First, I’d say that the main value of Galaxy is its easy integration with Kadira. Application performance monitoring (APM, what Kadira is) is incredibly valuable, and Kadira in particular is very well written. If APM isn’t important to you, then go ahead and host these things yourself.
If your goal is to do everything as cheaply as possible, the fastest, cheapest and easiest solution is to use a single, high performance AWS instance that runs an single-node, replicated mongod instance with a database directory on an EBS guaranteed-IOPs drive; and
meteor run --production --port 80 (note, it looks like the MDG folks suggest against doing that, so maybe just package with their build commands and run it directly with node) with a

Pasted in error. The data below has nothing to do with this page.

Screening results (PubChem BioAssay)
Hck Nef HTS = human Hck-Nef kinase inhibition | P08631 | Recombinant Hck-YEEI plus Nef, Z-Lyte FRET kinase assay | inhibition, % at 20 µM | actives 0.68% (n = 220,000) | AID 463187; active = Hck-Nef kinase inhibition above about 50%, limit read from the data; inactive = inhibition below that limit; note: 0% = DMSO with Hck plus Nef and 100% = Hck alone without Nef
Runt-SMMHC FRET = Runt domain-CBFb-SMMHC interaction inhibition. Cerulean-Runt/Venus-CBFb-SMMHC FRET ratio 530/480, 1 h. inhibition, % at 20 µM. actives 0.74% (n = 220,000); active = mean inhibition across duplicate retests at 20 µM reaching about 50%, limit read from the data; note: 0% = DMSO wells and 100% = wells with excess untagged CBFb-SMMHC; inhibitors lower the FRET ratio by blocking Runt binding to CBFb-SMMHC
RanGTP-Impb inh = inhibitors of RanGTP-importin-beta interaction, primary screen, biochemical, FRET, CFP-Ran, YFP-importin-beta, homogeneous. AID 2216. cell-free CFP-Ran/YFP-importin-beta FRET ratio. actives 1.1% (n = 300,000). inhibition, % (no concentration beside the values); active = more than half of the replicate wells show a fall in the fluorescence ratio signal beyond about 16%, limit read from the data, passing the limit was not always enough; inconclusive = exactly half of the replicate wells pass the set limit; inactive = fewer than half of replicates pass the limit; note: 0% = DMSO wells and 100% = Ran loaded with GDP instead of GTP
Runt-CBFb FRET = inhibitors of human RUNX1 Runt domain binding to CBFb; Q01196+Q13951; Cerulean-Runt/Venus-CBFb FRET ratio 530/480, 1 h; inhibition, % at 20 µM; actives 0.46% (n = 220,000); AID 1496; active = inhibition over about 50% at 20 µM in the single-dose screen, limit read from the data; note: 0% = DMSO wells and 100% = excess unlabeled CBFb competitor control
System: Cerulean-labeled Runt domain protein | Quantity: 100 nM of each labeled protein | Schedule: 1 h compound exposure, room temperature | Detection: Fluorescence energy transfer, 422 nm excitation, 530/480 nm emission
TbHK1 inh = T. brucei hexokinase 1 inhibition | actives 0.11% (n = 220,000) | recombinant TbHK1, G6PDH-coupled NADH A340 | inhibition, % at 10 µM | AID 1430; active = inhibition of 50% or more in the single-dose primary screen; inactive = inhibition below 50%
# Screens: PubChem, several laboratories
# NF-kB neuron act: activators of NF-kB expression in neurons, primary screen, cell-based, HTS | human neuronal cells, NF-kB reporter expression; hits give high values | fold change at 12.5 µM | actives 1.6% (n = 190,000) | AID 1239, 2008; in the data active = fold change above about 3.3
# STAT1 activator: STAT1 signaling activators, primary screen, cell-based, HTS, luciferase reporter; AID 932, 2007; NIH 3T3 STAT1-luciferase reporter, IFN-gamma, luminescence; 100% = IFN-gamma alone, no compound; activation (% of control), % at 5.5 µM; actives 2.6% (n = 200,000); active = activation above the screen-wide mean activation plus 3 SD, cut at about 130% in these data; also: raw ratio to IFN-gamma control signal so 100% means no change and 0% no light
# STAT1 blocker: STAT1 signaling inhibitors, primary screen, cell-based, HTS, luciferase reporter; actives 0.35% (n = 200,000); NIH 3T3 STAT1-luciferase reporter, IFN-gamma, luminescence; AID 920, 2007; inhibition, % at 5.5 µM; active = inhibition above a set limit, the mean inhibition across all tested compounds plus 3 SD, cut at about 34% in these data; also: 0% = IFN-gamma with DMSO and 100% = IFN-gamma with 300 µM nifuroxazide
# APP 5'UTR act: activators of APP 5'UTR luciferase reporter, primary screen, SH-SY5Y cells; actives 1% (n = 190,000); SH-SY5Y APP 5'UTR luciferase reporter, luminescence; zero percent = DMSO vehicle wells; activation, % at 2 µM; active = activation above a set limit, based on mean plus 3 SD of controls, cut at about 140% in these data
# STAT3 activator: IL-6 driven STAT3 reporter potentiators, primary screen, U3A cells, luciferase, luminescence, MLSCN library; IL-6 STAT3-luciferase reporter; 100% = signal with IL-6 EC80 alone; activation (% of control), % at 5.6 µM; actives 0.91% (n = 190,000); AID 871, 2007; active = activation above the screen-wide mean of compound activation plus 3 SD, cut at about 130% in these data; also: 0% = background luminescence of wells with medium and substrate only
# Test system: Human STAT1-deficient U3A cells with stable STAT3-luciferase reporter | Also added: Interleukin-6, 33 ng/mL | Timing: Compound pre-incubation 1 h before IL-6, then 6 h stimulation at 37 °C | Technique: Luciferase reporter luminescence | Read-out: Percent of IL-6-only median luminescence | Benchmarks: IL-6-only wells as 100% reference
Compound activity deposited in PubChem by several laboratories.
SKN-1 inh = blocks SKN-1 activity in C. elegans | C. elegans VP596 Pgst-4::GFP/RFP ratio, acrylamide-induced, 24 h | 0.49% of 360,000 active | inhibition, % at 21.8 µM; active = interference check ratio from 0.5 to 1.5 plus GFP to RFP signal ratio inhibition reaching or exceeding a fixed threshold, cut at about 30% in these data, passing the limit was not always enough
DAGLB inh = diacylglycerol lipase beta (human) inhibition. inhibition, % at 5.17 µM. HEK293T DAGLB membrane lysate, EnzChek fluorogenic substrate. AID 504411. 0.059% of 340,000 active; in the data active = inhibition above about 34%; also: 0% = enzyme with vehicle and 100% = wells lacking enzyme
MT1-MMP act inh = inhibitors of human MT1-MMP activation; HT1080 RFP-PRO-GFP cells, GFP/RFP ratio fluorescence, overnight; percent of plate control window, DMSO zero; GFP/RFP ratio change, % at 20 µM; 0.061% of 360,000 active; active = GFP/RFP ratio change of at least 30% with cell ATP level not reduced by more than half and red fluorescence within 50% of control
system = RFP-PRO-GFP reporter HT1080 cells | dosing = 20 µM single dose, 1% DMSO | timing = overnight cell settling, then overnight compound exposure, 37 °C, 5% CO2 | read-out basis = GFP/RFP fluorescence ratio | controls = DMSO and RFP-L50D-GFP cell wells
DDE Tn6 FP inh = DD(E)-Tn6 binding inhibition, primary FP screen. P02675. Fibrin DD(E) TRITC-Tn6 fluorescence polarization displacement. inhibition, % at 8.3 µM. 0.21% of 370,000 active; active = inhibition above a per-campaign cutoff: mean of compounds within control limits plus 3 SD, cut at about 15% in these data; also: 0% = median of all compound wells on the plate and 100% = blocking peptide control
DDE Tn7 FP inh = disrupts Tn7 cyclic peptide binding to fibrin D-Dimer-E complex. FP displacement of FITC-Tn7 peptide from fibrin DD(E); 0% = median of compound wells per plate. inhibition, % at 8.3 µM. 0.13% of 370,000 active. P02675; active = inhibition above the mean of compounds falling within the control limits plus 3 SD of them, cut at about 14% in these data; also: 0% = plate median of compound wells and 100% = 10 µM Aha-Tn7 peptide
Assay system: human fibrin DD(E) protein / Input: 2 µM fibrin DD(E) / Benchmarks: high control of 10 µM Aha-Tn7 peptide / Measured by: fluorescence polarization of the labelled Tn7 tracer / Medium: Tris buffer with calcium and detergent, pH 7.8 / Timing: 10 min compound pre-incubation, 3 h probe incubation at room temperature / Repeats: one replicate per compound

MONGO_URL environment parameter set to the appropriate path.
You should use the documentation from
To specifically answer your questions,
- I wouldn’t worry too much about MUP
- if you want to create a mongodb instance separate from your web host, which is a “gold standard,” just start a new AWS instance
compose.io is great, but all database providers are a rip off (and the fact that there are so many of them should be a huge red flag that what they do is fundamentally undifferentiated and provided out-of-the-box by mongo)
- you don’t need to load balance, use AWS Application Load Balancing if you really think you do, but it’s better to just upgrade your instance and configure it to be backed-up regularly
- to run a new meteor instance, start a new AWS EC2 instance in the same VPC and specify the MONGO_OPLOG_URL and MONGO_URL to point to the database host.
Deployment seems complex, but I think people make these insane systems to do fundamentally really simple things.